Word shifter module 170 uses the entries found in keyboard shift database 160 to modify the current word contained in buffer 135. For example, if the word found in current word buffer 135 is the word (or, more appropriately, the input character sequence) “esyrt”, spell checker module 140 would recognize that this word is not found as an entry in dictionary word list 145. Accordingly, word shifter module 170 would receive a signal 155 from module 140 indicating the presence of a misspelled word. Word shifter module 170, acting under the control of a program stored in ROM 112 of controller 110 would access database 160 for the appropriate character substitutions. For example, controller 110 would first direct word shifter module 170 to shift the characters normally typed by the left hand one character to the right. Accordingly, the characters contained in database 160 relating to shifting the left hand one character to the right would shift “w” to “e” and would replace the letter all occurrences of “e” with the character “w”, the character “s” with the character “a” and so forth. The character “y”, although normally typed with the right hand, would be recognized by database 160 as being one character to the right of “t”, which is typed by the left index finger. After the character substitutions have been performed by shifter module 170, the shifted word is then stored in buffer 150. The shifted word is then compared by module 140 with entries found in dictionary word list 145. Based upon the above substitutions, the current word “esyrt” would be replaced with the word “water”. The correctly spelled word is then displayed on display 180 for subsequent processing. The user may be alerted that his or her hands are incorrectly positioned. Alternatively, the number of shifts and direction may be stored in RAM 111 and used to adjust the character-input device driver 130 so that subsequent input characters account for the shift in position of the hands. If the word is not recognized by module 140, controller 110 then directs module 170 to shift the characters normally typed by the left hand to the right. If this does not result in a correctly spelled word, the controller can shift characters for either or both hands and also modify the number of characters to shift. Additional checks by controller are possible, such as shifting characters for one or both hands down one character. If the word is still not recognized, controller 110 can notify the user via an audible message over a speaker 165 on a visual message over display 180.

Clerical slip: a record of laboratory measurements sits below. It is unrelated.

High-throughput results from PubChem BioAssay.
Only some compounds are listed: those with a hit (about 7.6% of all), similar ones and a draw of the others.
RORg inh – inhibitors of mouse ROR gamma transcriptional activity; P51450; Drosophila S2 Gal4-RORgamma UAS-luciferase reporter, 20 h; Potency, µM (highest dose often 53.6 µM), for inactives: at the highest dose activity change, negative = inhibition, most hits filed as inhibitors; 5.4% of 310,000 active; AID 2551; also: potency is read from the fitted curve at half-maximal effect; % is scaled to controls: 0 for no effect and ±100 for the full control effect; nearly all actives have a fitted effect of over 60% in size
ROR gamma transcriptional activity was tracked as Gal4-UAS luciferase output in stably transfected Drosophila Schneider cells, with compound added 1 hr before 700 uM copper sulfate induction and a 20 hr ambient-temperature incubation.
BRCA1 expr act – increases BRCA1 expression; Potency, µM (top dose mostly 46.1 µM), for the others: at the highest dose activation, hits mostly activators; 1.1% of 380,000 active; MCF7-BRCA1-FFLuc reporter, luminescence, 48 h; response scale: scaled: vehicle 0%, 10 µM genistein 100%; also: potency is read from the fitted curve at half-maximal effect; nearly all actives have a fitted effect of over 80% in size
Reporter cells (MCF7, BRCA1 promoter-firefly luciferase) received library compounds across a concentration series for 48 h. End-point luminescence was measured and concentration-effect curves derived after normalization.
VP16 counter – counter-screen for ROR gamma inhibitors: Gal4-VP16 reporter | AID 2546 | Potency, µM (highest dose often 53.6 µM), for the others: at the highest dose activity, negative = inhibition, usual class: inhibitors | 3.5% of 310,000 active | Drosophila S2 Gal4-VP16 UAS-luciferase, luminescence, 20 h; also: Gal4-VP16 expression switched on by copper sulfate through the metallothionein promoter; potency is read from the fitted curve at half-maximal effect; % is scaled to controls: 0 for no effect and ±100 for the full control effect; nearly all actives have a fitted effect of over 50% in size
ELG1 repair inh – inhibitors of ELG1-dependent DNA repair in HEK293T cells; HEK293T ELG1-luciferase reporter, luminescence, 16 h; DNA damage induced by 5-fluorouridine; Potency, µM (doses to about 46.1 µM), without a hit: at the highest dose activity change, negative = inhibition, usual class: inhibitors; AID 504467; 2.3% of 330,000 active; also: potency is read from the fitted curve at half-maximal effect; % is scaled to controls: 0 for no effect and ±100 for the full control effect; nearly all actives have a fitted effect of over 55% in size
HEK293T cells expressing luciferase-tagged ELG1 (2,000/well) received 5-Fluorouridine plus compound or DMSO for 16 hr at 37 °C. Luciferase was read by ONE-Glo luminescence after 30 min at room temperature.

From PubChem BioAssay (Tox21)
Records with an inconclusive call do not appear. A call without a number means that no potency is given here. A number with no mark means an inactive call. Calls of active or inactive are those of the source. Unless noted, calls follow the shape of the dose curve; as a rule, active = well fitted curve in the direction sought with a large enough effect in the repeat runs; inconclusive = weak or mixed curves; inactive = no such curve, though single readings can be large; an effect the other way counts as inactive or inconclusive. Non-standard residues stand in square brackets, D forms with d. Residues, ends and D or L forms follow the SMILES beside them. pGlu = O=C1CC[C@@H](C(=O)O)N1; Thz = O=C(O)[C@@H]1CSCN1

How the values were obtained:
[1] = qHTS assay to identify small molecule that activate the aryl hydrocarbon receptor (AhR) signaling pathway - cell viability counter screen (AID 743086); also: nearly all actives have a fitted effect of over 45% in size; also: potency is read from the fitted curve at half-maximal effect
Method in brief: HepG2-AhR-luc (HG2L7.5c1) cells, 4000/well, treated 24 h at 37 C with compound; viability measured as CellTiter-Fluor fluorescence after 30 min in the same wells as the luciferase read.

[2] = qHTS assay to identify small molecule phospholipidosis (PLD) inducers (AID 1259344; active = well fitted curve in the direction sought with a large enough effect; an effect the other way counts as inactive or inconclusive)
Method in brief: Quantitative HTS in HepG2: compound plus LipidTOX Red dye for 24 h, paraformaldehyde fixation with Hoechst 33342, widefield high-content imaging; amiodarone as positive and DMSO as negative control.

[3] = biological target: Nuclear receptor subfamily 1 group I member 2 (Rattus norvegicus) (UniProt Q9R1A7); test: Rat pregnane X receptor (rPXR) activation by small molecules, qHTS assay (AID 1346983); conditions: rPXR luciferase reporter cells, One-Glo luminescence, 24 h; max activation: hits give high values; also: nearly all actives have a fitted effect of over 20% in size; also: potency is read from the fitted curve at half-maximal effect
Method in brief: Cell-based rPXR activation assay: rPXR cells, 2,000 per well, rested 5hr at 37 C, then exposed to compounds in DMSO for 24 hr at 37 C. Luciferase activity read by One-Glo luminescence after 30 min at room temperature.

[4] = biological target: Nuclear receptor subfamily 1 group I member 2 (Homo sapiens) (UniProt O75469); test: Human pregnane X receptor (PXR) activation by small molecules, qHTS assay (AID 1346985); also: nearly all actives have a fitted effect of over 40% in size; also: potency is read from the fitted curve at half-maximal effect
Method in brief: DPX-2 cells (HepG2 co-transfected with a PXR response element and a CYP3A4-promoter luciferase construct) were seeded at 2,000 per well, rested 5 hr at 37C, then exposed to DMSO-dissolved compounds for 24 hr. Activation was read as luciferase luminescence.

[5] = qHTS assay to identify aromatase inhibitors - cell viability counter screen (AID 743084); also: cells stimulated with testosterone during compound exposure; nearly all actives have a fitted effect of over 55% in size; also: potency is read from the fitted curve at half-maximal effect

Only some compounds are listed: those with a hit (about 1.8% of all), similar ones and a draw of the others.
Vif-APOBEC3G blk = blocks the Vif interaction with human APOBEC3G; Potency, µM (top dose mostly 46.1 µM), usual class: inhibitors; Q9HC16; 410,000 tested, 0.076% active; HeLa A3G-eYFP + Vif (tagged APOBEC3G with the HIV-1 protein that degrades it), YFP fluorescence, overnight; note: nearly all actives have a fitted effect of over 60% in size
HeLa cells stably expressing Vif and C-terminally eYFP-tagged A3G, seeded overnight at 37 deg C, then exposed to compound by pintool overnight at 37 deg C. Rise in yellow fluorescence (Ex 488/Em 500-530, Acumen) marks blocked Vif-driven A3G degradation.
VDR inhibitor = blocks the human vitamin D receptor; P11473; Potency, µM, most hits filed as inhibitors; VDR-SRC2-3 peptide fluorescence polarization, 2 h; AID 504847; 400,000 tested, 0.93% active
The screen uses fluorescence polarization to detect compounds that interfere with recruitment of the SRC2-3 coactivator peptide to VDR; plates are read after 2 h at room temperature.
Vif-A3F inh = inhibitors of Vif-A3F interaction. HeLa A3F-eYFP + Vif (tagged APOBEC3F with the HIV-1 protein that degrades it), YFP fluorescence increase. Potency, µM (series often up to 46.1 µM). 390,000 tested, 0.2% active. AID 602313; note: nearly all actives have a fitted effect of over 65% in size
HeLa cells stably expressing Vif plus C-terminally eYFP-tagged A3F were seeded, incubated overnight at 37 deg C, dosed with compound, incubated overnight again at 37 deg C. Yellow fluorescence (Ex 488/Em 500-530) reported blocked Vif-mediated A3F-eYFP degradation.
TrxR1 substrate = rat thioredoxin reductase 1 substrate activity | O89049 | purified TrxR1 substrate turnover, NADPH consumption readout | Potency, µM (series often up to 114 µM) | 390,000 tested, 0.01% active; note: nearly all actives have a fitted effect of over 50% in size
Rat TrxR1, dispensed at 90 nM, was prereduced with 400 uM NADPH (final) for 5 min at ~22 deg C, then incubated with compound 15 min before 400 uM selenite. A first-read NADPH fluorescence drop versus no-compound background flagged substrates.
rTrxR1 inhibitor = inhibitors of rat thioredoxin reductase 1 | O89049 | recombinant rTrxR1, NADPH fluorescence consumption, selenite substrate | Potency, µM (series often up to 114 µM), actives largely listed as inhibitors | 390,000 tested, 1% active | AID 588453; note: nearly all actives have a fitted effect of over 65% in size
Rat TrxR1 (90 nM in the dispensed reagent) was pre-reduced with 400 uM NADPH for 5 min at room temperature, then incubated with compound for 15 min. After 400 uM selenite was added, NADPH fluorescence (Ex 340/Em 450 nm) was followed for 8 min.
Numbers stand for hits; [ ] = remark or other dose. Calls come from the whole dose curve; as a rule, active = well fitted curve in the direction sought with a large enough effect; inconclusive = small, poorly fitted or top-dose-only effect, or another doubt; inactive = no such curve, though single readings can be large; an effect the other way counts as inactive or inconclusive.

FIG. 2A discloses a flow chart illustrating steps for detecting and correcting incorrect hand position of a computer user according to an embodiment of the present invention. The steps may be those performed, for example, by the components of FIG. 1. Step 200 determines whether or not spell check module 140 recognizes the current word. If so, the process ends since the word is spelled correctly. If spell check module 140 does not recognize the current word stored in current word buffer 135, step 205 sets a variable X to the number 1 and sets a second variable labeled “DEFINED HAND” to LEFT (meaning left hand). The process then proceeds to step 210 wherein word shifter module 170 adjusts the characters such that there is a shift of the DEFINED HAND (the LEFT hand in this example) a total of X characters (1 in this example) to the RIGHT. Step 215 then determines whether or not spell checker module 140 recognizes the shifted word. If so, step 250 corrects the misspelled word and alerts the user that his or her hands are incorrectly positioned, for example, by proceeding to step 295 of FIG. 2c, described below. If not, step 220 adjusts the characters such that there is a shift of the DEFINED HAND a total of X characters to the LEFT. (Each adjustment X is with respect to the normal hand position, i.e. located over the HOME KEYS.) For example, character “s” shifted one character to the RIGHT would yield a character “d” while the character “s” shifted one character to the LEFT would yield a character “a”.